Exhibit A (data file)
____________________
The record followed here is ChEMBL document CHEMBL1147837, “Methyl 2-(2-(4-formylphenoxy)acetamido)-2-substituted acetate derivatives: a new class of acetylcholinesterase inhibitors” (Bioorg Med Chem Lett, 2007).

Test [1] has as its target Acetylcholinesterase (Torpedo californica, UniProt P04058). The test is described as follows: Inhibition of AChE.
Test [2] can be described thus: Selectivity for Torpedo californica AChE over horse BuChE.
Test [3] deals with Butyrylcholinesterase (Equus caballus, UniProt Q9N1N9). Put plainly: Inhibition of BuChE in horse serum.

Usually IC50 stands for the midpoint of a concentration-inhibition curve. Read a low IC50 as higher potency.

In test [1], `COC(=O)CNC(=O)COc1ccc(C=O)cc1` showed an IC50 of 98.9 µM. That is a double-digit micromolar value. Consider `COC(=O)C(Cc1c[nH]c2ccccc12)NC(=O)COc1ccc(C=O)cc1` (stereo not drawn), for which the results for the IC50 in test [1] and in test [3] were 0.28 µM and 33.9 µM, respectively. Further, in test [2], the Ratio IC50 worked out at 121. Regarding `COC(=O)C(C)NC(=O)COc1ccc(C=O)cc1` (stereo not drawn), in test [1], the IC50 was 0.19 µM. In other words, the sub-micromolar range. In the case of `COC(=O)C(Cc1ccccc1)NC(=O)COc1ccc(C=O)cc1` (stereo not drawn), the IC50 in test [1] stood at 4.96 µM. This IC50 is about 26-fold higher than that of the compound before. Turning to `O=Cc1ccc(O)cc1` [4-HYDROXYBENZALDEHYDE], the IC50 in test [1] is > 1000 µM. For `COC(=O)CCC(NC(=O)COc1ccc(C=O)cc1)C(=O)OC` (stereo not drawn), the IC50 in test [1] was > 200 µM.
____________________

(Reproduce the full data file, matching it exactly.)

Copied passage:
The record followed here is ChEMBL document CHEMBL1147837, “Methyl 2-(2-(4-formylphenoxy)acetamido)-2-substituted acetate derivatives: a new class of acetylcholinesterase inhibitors” (Bioorg Med Chem Lett, 2007).

Test [1] has as its target Acetylcholinesterase (Torpedo californica, UniProt P04058). The test is described as follows: Inhibition of AChE.
Test [2] can be described thus: Selectivity for Torpedo californica AChE over horse BuChE.
Test [3] deals with Butyrylcholinesterase (Equus caballus, UniProt Q9N1N9). Put plainly: Inhibition of BuChE in horse serum.

Usually IC50 stands for the midpoint of a concentration-inhibition curve. Read a low IC50 as higher potency.

In test [1], `COC(=O)CNC(=O)COc1ccc(C=O)cc1` showed an IC50 of 98.9 µM. That is a double-digit micromolar value. Consider `COC(=O)C(Cc1c[nH]c2ccccc12)NC(=O)COc1ccc(C=O)cc1` (stereo not drawn), for which the results for the IC50 in test [1] and in test [3] were 0.28 µM and 33.9 µM, respectively. Further, in test [2], the Ratio IC50 worked out at 121. Regarding `COC(=O)C(C)NC(=O)COc1ccc(C=O)cc1` (stereo not drawn), in test [1], the IC50 was 0.19 µM. In other words, the sub-micromolar range. In the case of `COC(=O)C(Cc1ccccc1)NC(=O)COc1ccc(C=O)cc1` (stereo not drawn), the IC50 in test [1] stood at 4.96 µM. This IC50 is about 26-fold higher than that of the compound before. Turning to `O=Cc1ccc(O)cc1` [4-HYDROXYBENZALDEHYDE], the IC50 in test [1] is > 1000 µM. For `COC(=O)CCC(NC(=O)COc1ccc(C=O)cc1)C(=O)OC` (stereo not drawn), the IC50 in test [1] was > 200 µM.